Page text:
The inevitable devils, potential ones anyway, have begun to emerge in the details about how the federal government might route a massive storm-surge barrier — the coastal spine or Ike Dike — along Bolivar Peninsula, Galveston Island and areas along Galveston Bay.
While there is definitely something for everybody to love in the general idea of preventing storm surge like happened during Hurricane Ike, there’s plenty for people to hate about an alignment proposed in the U.S. Army Corps of Engineers’ preferred plan.
It’s important to note that a lot of what people think they know about the alignment doesn’t come directly from the corps, but from maps several environmental groups created using data mined from corps documents.
The maps could be completely wrong, but corps officials have not disputed what they show. Instead, they have said the alignment, defined with a red line on the maps, is initial and subject to change.
That’s a valid point, but it’s equally valid to note that “might change” is not the same as “will change.”
It’s also true, as best as our reporters have determined, that the alignment displayed on the maps is the alignment the corps used in the scientific modeling that determined whether any sort of barrier was feasible, which would be the preferred of several alternative plans and roughly how much the preferred plan would cost.
That seems less tentative than corps officials claim.
Meanwhile, the red line on the maps doesn’t look all that general and tentative. It’s not a straight, arbitrary line that says “generally here.” It zigs and zags precisely. It looks definitive.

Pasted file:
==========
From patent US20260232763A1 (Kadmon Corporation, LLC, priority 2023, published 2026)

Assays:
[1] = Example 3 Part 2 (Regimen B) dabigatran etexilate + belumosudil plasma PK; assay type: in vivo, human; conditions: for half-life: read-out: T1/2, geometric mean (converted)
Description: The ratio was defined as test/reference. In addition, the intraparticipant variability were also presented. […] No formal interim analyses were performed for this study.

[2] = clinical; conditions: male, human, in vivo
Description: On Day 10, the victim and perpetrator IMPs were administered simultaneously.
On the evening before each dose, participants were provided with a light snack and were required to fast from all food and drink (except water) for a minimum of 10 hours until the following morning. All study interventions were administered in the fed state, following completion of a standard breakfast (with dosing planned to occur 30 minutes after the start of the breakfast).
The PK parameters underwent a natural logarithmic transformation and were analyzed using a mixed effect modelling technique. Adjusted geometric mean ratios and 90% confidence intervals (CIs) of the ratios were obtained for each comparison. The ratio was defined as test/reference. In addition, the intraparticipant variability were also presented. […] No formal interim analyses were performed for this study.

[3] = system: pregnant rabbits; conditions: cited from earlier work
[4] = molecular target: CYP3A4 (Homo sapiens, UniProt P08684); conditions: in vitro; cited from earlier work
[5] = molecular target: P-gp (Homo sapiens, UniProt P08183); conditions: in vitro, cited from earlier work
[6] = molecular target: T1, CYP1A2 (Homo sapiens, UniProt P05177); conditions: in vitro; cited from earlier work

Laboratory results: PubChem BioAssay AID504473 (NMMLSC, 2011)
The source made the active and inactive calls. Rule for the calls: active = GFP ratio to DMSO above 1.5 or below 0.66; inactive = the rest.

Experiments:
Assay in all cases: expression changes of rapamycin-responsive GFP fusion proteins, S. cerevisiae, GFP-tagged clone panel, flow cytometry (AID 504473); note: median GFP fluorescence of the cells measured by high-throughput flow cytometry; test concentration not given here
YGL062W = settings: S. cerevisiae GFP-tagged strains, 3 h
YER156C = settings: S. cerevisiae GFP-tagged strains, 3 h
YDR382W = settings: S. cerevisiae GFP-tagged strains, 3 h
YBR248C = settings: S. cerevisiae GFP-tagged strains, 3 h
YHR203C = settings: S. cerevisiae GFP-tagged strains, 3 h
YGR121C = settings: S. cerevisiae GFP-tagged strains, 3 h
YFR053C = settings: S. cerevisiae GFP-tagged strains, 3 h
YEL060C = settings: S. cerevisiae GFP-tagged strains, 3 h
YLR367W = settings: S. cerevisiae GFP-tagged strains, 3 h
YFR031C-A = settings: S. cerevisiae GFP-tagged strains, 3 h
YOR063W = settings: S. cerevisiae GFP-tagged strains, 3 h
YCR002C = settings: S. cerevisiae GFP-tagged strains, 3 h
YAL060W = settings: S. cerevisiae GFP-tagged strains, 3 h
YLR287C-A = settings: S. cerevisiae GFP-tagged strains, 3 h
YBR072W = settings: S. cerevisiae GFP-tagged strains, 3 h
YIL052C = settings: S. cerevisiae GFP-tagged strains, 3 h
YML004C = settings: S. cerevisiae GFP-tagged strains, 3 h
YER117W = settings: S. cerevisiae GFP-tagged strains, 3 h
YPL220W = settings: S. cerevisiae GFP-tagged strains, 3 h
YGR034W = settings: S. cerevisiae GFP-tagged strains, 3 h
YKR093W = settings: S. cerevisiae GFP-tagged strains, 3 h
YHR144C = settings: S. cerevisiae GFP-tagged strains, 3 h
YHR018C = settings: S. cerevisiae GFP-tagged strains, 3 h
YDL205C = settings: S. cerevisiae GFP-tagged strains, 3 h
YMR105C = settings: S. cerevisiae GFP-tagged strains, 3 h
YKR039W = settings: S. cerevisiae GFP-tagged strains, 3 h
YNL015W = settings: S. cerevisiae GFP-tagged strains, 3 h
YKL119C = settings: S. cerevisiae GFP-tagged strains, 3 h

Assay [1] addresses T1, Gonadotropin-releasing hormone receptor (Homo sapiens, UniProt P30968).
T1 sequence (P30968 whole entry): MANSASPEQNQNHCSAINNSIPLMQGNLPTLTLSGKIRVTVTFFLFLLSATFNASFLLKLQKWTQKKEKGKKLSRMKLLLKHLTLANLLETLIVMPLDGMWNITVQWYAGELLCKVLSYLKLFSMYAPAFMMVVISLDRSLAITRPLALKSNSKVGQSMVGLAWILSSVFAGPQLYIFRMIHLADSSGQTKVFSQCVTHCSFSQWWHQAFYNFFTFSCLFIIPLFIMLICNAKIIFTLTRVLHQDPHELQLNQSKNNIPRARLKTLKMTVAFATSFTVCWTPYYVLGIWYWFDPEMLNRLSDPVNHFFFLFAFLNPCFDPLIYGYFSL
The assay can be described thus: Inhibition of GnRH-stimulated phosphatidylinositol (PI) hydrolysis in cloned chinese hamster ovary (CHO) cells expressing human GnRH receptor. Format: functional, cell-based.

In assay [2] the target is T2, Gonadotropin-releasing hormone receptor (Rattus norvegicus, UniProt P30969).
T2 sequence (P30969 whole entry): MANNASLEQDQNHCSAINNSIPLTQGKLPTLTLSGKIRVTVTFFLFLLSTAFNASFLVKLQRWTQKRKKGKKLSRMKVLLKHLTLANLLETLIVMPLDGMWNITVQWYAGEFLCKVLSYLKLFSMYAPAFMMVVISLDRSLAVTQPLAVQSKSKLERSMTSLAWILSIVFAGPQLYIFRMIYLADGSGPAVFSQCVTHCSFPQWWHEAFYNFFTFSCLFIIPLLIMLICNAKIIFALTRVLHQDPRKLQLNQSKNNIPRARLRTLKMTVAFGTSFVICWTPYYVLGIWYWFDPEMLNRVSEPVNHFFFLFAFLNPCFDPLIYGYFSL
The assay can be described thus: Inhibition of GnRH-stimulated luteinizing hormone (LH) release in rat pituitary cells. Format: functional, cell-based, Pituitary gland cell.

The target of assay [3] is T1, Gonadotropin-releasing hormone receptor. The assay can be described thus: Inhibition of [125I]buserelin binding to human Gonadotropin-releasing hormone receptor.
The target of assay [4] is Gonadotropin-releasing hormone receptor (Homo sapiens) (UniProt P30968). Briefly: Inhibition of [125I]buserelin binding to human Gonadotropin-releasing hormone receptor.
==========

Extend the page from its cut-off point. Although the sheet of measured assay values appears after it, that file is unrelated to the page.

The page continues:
Among the things the red line says is that property owners on Galveston’s West End won’t get the parklike, man-made dune between their homes and Gulf of Mexico they had wanted. On the maps, the barrier mostly follows the FM 3005 right of way.
That alignment would leave virtually all beach-side property — houses in Sunny Beach, Pirates Beach, Bermuda Beach, Hershey Beach and all the rest — in front of the barrier.
That should come as no surprise. Corps officials have said from the beginning the only cost-effective path for a West End barrier would be generally along or under FM 3005.
Many people on Bolivar Peninsula, where the red line runs along the north side of state Highway 87, would be in the same situation — the Gulf in their faces and some sort of barrier at their backs.
Corps officials might be right in saying it’s too soon to know exactly where the barriers would run. The rub, however, is that the planned public meetings about the barrier project all will be next week. By the time the corps fesses up about, or changes, the red lines those meetings will have passed.
The only thing to do is to take those red lines as the Gospel and get worked up now if there’s anything about them that works you up.
• Michael A. Smith